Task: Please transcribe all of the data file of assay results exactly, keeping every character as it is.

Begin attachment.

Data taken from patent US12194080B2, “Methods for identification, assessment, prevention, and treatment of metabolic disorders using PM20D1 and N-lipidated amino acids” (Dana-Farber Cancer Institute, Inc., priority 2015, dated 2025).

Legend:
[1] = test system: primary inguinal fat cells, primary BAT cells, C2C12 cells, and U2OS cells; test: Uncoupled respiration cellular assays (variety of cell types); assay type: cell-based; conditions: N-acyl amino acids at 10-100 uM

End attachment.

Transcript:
Data taken from patent US12194080B2, “Methods for identification, assessment, prevention, and treatment of metabolic disorders using PM20D1 and N-lipidated amino acids” (Dana-Farber Cancer Institute, Inc., priority 2015, dated 2025).

Legend:
[1] = test system: primary inguinal fat cells, primary BAT cells, C2C12 cells, and U2OS cells; test: Uncoupled respiration cellular assays (variety of cell types); assay type: cell-based; conditions: N-acyl amino acids at 10-100 uM